Back in 2005, Bruce Logan and his team of Penn State researchers developed a microbial fuel cell capable of converting poop into power. Now, Logan has refined his system to the point where it can produce hydrogen from wastewater or biodegradable organic materials without using a drop of grid electricity, and without emitting even a hint of carbon dioxide. His approach, outlined in the September 19th issue of the Proceedings of the National Academy of Sciences, involves something known as reverse-electrodialysis (RED) -- a process that harvests energy from the ionic discrepancy between fresh and salt water. Logan's bacterial hydrolysis cell (pictured left) features a so-called RED stack that's comprised of alternating positive and negative ion exchange membranes, which it uses to split water molecules into hydrogen and oxygen. Normally, this process would involve about 25 pairs of membranes, but by using RED technology in conjunction with electricity-producing exoelectrogenic bacteria, Penn State's team was able to extract hydrogen with just five membrane pairs. All told, Logan's cells proved to be about 58 to 64 percent energy efficient, while producing between 0.8 to 1.6 cubic meters of hydrogen for every cubic meter of liquid that passed through the system. The researchers' results show that only one percent of that energy was used to pump water through the cells, which are completely carbon neutral, as well. According to Logan, this breakthrough demonstrates that "pure hydrogen gas can efficiently be produced from virtually limitless supplies of seawater and river water and biodegradable organic matter." Somewhere, the US Navy is taking scrupulous notes. Full PR after the break.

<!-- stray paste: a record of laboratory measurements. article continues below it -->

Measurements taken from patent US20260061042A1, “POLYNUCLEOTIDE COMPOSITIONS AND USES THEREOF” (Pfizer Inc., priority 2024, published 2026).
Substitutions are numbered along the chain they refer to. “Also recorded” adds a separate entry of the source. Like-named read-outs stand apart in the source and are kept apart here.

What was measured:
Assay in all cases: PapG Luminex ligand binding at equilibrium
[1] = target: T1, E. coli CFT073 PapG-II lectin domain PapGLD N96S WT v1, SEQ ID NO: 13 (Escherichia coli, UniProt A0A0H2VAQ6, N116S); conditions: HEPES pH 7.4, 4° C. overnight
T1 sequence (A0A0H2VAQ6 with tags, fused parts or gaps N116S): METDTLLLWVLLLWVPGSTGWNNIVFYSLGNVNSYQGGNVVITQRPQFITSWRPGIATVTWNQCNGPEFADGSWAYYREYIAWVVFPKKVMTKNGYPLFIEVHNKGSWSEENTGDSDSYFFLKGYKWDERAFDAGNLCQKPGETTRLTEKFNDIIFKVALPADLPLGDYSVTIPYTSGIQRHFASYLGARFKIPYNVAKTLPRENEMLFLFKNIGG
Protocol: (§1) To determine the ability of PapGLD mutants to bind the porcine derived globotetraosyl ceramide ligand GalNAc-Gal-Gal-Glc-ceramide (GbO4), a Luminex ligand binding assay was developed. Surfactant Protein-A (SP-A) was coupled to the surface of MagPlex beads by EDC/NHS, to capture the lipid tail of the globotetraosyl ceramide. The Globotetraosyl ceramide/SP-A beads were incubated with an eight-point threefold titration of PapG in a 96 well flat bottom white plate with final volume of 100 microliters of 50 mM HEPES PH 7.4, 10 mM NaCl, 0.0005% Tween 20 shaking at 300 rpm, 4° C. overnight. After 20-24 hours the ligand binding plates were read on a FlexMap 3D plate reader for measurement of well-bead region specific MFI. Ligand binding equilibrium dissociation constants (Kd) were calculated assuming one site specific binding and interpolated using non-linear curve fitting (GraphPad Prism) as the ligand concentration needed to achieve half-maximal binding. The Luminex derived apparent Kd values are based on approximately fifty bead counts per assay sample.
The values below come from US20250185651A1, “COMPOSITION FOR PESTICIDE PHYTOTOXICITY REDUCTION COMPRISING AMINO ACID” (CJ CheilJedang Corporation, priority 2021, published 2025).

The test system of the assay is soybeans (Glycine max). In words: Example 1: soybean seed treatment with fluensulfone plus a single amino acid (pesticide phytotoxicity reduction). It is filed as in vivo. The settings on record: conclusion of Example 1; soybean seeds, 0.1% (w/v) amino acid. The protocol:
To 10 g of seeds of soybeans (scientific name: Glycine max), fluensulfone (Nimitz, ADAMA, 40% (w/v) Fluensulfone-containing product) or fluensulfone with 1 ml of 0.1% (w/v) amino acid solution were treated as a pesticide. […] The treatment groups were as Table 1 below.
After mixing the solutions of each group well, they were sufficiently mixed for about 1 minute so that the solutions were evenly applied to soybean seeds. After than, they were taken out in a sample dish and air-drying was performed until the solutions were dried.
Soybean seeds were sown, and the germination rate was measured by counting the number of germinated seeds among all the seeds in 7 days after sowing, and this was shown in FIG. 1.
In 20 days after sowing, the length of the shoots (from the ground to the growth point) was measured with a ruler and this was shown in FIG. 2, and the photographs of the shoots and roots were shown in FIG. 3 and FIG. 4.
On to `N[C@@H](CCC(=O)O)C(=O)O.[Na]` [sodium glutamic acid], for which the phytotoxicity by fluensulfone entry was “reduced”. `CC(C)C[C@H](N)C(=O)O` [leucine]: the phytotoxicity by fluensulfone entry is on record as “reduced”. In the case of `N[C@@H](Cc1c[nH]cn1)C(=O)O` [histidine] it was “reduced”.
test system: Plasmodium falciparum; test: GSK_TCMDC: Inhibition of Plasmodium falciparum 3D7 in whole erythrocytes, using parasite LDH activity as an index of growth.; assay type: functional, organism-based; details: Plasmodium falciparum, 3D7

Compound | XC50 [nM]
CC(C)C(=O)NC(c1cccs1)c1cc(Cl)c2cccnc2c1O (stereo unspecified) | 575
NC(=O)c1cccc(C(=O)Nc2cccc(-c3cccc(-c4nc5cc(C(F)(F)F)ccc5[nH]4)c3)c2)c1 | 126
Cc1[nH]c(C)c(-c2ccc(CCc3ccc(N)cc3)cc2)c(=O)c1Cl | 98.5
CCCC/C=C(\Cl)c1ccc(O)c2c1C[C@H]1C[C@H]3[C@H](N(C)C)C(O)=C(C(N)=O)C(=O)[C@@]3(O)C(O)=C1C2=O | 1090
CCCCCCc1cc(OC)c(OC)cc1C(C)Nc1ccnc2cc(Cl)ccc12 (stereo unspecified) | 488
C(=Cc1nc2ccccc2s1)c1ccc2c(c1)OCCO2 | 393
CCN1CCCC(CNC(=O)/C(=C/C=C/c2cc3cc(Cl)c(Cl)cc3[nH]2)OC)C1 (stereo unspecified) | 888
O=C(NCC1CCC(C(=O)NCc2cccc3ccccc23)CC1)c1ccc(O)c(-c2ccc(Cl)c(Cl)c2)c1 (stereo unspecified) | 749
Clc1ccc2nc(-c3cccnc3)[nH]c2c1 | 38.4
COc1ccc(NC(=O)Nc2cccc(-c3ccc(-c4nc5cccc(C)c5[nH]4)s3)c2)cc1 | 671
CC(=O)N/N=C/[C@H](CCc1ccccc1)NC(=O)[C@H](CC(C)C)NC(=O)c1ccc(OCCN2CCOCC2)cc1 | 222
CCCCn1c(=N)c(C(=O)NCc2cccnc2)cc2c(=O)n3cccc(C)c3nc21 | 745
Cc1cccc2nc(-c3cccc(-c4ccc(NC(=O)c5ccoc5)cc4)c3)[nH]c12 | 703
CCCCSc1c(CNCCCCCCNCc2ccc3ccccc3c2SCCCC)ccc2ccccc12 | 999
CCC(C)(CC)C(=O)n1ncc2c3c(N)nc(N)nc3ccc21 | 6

[Image courtesy of Penn State / Bruce Logan]